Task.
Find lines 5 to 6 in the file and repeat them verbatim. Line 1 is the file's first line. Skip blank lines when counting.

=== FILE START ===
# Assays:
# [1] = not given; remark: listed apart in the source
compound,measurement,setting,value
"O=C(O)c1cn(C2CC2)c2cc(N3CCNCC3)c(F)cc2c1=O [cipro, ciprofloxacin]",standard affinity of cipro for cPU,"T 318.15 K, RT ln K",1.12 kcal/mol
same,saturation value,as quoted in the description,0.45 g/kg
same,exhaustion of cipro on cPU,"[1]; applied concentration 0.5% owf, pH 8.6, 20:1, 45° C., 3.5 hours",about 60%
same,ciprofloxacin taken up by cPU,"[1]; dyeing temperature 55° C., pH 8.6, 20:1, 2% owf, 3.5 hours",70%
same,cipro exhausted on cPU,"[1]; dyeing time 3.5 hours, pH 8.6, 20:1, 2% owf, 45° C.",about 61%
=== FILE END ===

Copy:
same,saturation value,as quoted in the description,0.45 g/kg
same,exhaustion of cipro on cPU,"[1]; applied concentration 0.5% owf, pH 8.6, 20:1, 45° C., 3.5 hours",about 60%